behind Keynes as they headed for the door in Rue Lauriston. Blond man slowed, searched in
his pocket and produced a key; smiled, put the key in the door.
‘Stop!’ My voice; harsh, discordant, unexpected, in the night air.
Keynes turned and stared, open-mouthed. Blond man froze, looked at me, glanced left, then
right. I let go of John’s hand, walked to Keynes, started to speak - and felt rather than heard
the noise – a crack like a whiplash; thin; fierce; brutal. A gunshot. Was I hit? I sensed
something on the back of my neck, my shoulders. I turned slowly, all motion sluggish and
deliberate. John had fallen, crumpled on the cold paving, mouth wide, shouting; surprised.
The noise was faint, distant. I knelt and stretched out my hand, not quite reaching him.
Then, a sudden rush of movement, feeling and hearing. Too quick. Too loud. Blood. I had
blood on my hand from John’s wound. Voices shouted. John said something. ‘Gun.’ His gun
was in its leather holster. I unfastened it, took the gun, flicked the catch. Then, still kneeling,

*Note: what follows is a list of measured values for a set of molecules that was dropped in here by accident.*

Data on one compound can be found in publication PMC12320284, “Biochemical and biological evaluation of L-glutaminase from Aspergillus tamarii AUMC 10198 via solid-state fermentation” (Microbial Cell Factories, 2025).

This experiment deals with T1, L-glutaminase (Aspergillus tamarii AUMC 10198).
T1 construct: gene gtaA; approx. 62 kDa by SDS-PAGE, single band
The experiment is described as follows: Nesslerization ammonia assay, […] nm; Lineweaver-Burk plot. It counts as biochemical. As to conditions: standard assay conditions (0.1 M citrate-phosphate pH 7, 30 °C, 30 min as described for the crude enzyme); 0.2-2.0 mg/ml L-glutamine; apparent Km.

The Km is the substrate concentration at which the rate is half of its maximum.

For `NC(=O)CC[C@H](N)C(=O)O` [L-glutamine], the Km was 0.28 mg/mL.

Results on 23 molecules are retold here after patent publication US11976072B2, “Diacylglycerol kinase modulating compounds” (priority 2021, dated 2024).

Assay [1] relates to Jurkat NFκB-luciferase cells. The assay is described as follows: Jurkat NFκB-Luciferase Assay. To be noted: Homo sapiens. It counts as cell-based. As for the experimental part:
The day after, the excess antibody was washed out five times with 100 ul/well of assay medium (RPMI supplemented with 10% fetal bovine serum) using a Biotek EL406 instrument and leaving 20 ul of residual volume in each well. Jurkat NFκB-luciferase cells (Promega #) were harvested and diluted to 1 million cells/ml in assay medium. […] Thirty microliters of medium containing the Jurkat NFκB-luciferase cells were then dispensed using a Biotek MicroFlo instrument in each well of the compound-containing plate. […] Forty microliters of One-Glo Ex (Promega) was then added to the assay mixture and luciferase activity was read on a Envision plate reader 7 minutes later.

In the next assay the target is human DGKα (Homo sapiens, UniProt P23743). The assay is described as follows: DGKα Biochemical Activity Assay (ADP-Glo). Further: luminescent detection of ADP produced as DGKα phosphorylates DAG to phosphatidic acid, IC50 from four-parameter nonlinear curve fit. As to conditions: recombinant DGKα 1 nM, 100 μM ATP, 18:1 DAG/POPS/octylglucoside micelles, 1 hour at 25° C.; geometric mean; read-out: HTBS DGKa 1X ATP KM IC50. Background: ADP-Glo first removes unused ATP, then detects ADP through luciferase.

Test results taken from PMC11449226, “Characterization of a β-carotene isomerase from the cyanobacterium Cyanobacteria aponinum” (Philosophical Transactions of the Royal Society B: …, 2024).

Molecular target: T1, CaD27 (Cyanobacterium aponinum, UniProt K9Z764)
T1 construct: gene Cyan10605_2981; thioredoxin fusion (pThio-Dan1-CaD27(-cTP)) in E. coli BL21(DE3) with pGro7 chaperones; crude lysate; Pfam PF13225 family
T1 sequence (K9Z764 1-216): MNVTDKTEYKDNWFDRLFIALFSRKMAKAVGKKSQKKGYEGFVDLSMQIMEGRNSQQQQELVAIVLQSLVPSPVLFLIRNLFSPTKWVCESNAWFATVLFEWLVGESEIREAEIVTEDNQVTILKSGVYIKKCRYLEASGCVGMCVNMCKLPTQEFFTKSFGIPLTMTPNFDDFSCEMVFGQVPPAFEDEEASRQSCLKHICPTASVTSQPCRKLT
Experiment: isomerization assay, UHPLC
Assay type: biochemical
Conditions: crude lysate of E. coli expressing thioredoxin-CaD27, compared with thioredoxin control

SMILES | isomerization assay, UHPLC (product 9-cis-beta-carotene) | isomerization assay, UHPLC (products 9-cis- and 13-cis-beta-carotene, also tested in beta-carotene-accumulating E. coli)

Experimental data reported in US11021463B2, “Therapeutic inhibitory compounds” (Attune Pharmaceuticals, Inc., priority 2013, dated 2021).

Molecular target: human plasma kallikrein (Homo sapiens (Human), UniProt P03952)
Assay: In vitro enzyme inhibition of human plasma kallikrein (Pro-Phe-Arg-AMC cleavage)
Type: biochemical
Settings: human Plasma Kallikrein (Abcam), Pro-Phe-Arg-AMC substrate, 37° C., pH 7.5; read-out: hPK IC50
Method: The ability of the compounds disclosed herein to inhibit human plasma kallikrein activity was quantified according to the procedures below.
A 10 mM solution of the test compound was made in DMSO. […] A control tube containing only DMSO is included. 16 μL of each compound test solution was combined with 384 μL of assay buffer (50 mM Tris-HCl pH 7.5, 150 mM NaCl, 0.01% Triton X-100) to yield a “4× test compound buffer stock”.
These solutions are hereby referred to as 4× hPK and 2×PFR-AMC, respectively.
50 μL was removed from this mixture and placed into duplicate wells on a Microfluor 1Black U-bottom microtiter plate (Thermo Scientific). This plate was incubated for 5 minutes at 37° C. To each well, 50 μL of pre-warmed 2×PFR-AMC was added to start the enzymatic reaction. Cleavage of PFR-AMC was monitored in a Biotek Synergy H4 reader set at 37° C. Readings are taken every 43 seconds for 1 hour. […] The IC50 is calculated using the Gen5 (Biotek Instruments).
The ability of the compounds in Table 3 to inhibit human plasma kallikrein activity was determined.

I swivelled to my right. He was there, one of the hard men, a dark shape, aimed - at me. I
pulled the trigger and fired; once, twice, three times. He fell.
I stood. Keynes was motionless. His blond companion ran. Another man stepped out of the
shadows and followed him. A dozen yards back in the other direction, a man was on the
ground, arms outstretched, and one leg bent under the other. Had I shot and killed him? Me?
I heard footsteps behind. People edged closer, peered at the body. I closed my eyes and
clenched my fists to clear my mind so that I could tend John’s wound. He was holding his
right shoulder. I knelt and moved his hand. He drew a hard breath and grimaced. The injury
was high in his shoulder, and it looked as though the bullet may have broken a bone.